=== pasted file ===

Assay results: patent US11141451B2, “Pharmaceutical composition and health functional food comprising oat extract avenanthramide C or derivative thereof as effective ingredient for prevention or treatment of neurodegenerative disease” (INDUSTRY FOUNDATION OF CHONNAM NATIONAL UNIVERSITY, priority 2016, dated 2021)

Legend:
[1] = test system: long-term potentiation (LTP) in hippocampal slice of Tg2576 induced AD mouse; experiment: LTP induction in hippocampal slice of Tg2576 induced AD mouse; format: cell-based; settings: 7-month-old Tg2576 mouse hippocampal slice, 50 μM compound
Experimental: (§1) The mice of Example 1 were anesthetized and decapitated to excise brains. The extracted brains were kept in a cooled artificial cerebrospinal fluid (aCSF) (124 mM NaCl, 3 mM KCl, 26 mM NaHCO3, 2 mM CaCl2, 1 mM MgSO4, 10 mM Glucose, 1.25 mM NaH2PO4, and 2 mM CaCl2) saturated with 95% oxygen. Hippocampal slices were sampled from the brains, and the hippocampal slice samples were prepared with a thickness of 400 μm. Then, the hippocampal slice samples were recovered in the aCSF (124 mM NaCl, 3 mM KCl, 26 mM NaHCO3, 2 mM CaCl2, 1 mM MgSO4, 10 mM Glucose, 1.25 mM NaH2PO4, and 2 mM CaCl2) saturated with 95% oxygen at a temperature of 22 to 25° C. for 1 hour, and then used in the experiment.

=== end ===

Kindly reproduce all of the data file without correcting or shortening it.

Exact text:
Assay results: patent US11141451B2, “Pharmaceutical composition and health functional food comprising oat extract avenanthramide C or derivative thereof as effective ingredient for prevention or treatment of neurodegenerative disease” (INDUSTRY FOUNDATION OF CHONNAM NATIONAL UNIVERSITY, priority 2016, dated 2021)

Legend:
[1] = test system: long-term potentiation (LTP) in hippocampal slice of Tg2576 induced AD mouse; experiment: LTP induction in hippocampal slice of Tg2576 induced AD mouse; format: cell-based; settings: 7-month-old Tg2576 mouse hippocampal slice, 50 μM compound
Experimental: (§1) The mice of Example 1 were anesthetized and decapitated to excise brains. The extracted brains were kept in a cooled artificial cerebrospinal fluid (aCSF) (124 mM NaCl, 3 mM KCl, 26 mM NaHCO3, 2 mM CaCl2, 1 mM MgSO4, 10 mM Glucose, 1.25 mM NaH2PO4, and 2 mM CaCl2) saturated with 95% oxygen. Hippocampal slices were sampled from the brains, and the hippocampal slice samples were prepared with a thickness of 400 μm. Then, the hippocampal slice samples were recovered in the aCSF (124 mM NaCl, 3 mM KCl, 26 mM NaHCO3, 2 mM CaCl2, 1 mM MgSO4, 10 mM Glucose, 1.25 mM NaH2PO4, and 2 mM CaCl2) saturated with 95% oxygen at a temperature of 22 to 25° C. for 1 hour, and then used in the experiment.